Circuit Simulation has long been a dependable technique for design engineers for functional testing before a circuit is taken to silicon. But as we move into very deep sub-micron technologies, chips are becoming more complex and denser. The dense power grid adds to long simulation run time rendering fullchip simulations difficult and computationally expensive for larger designs. Some large designs may not be simulatable owing to system requirements. Even fast simulators like Cadence UltraSim fail to provide SPICE level accuracy. Dynamic solutions provide greater accuracy than statistical techniques but long simulation run time becomes the biggest tradeoff. Accurate measurement of dynamic currents is required for applications like power estimation, supply noise predictions and in verifying the power grid designs and testing. The research reported in this thesis is focussed on providing a current based method to estimate a fullchip's transient response without carrying out a fullchip simulation. Instead, a part of the chip is simulated and the power port currents thus measured are used to estimate the fullchip currents using the principle of superposition. This technique eliminates fullchip simulations that are complex and time consuming but the accuracy is maintained as the fullchip estimation is carried out on simulated data. A simple scaling method is also proposed to compensate for resistive variations in the test circuits. Experimental results reported demonstrate the effectiveness of the method.

Committee members:

  • Dr. Chintan Patel (Chair)
  • Dr. Ryan Robucci
  • Dr. Tinoosh Mohsenin

Faculty Research Profile: Dr. Penny Rheingans

Dr. Penny Rheingans, professor of computer science and electrical engineering, co-directs UMBC's VAnGOGH lab, where she uses her knowledge in data visualization to solve problems in a variety of application areas. “I think it’s a really cool area because it allows me to synthesize things from a number of areas,” says Rheingans of the field, which allows her to combine techniques from computer graphics, art and illustration, and knowledge of human perceptual and cognitive systems.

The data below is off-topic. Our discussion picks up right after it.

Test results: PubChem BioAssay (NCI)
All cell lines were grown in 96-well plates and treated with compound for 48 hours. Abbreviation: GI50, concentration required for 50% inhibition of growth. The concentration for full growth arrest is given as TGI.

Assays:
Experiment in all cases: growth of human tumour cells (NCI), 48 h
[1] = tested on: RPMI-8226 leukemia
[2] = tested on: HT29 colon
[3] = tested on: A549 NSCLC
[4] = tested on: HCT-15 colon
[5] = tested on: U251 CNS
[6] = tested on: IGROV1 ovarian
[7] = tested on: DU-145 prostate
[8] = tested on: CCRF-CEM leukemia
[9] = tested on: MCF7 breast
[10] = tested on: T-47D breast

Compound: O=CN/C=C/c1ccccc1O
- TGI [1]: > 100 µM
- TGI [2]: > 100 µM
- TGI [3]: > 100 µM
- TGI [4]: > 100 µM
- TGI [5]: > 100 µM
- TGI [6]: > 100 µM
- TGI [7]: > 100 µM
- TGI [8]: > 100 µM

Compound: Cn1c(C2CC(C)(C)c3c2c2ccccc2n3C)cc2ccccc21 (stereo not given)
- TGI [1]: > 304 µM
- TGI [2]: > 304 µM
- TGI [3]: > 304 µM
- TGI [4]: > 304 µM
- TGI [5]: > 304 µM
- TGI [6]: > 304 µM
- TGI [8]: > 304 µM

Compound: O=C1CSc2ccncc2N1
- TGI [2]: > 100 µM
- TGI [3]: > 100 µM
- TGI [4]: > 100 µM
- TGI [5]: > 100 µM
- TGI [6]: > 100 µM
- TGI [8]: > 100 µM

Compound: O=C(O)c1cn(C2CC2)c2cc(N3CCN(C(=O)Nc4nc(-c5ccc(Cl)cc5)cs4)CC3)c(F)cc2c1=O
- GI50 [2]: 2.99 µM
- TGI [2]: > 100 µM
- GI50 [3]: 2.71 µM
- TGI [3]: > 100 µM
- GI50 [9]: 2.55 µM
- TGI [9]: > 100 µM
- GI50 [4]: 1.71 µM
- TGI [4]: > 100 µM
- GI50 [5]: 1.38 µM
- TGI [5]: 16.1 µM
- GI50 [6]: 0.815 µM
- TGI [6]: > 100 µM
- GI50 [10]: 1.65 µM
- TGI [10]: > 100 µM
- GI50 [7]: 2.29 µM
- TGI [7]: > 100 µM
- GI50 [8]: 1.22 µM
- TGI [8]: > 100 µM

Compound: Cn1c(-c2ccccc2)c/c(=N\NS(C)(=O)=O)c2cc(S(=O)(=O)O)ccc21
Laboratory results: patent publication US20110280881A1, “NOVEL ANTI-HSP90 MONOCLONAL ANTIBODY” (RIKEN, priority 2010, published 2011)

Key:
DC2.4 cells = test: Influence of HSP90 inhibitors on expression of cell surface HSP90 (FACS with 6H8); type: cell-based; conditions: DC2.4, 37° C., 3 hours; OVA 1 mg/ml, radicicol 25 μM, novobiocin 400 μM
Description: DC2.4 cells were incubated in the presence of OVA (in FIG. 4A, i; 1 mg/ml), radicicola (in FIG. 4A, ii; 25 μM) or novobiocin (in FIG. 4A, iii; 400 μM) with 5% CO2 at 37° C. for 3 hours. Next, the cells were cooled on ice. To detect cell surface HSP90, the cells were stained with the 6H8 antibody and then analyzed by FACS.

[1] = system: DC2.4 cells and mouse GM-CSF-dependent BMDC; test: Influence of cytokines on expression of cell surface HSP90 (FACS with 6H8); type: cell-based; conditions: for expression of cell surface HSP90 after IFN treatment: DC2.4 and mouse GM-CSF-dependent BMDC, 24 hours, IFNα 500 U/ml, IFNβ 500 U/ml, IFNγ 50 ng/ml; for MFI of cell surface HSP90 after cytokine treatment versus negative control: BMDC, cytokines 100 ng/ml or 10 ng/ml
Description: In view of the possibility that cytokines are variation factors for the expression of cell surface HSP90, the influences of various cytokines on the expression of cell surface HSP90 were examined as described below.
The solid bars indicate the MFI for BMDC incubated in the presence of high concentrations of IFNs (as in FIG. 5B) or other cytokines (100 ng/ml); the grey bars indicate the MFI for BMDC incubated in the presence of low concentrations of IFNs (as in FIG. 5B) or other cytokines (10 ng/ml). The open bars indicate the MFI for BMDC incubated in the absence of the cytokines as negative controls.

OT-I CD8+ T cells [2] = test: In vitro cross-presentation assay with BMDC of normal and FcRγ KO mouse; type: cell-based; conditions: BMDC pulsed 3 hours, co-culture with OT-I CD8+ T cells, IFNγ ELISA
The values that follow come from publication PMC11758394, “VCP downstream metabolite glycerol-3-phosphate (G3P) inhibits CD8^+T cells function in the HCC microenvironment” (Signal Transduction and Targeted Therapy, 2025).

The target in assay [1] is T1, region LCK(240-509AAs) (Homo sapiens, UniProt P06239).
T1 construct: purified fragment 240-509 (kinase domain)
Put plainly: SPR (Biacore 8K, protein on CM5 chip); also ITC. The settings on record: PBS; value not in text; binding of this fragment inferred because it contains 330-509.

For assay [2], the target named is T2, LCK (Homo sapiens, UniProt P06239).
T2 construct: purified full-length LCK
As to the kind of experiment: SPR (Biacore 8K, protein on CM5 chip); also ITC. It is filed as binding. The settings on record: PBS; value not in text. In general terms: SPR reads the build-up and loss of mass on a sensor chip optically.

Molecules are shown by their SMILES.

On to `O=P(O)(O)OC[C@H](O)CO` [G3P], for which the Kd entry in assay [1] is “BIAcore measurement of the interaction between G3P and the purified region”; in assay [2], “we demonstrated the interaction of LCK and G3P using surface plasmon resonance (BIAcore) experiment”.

To read more about Dr. Rheingans' research pursuits, see her full research profile.

Faculty Research Profile: Dr. Tinoosh Mohsenin

Dr. Tinoosh Mohsenin, professor of computer science and electrical engeineering, runs UMBC's Engergy Efficient High Performance Computing Lab, where she works to develop highly accurate, low-power communications and healthcare devices. Currently, Dr. Mohsenin is pursuing three distinct projects in conjunction with her lab that fall within the realm of digital signal processing (DSP) and VLSI implementation: 1) many-core architectures for DSP and secured trusted platforms, 2) low-power processors for portable healthcare devices, and 3)efficient error correction techniques for communication devices.

To read more about Dr. Mohsenin's research pursuits, see her full research profile.

Faculty Research Profile: Dr. Fow-Sen Choa

Dr. Fow-Sen Choa, professor of computer science and electrical engineering, uses a Chemical Vapor Desposition System to grow semiconductors that are used for chemical detection and breath analysis using photo-acoustic (PA) effects. In addition, he has been working with undergraduate students at UMBC on projects dealing with flying robots, Fourier analysis of music instrument, x-ray scan of superlattice crystal growths, and brainwave measurement and analysis.

To read more about Dr. Choa's research pursuits, see his full research profile.

PhD defense: Temporal Frame Comparison Function for the Metacognitive Loop

Ph.D. Dissertation Defense

Finding a Temporal Frame Comparison Function
for the Metacognitive Loop

Dean Earl Wright III

9:00am Wednesday 26 July 17 August 2011, ITE325 UMBC